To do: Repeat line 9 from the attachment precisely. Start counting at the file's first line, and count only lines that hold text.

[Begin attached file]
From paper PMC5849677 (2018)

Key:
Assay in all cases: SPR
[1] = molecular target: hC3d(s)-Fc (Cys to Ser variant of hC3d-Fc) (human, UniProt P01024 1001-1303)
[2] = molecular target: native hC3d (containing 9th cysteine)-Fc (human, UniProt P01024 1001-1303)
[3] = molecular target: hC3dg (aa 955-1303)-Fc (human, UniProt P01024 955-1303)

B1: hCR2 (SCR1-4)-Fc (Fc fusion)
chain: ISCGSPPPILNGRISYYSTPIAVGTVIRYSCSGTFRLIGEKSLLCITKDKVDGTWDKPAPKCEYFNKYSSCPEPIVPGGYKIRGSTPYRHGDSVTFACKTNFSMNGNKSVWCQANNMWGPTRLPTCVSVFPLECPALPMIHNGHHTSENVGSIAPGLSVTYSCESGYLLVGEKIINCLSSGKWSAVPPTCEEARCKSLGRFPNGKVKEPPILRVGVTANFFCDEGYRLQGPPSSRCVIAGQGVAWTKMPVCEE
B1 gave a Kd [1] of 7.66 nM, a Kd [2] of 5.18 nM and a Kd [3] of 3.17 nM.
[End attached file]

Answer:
B1 gave a Kd [1] of 7.66 nM, a Kd [2] of 5.18 nM and a Kd [3] of 3.17 nM.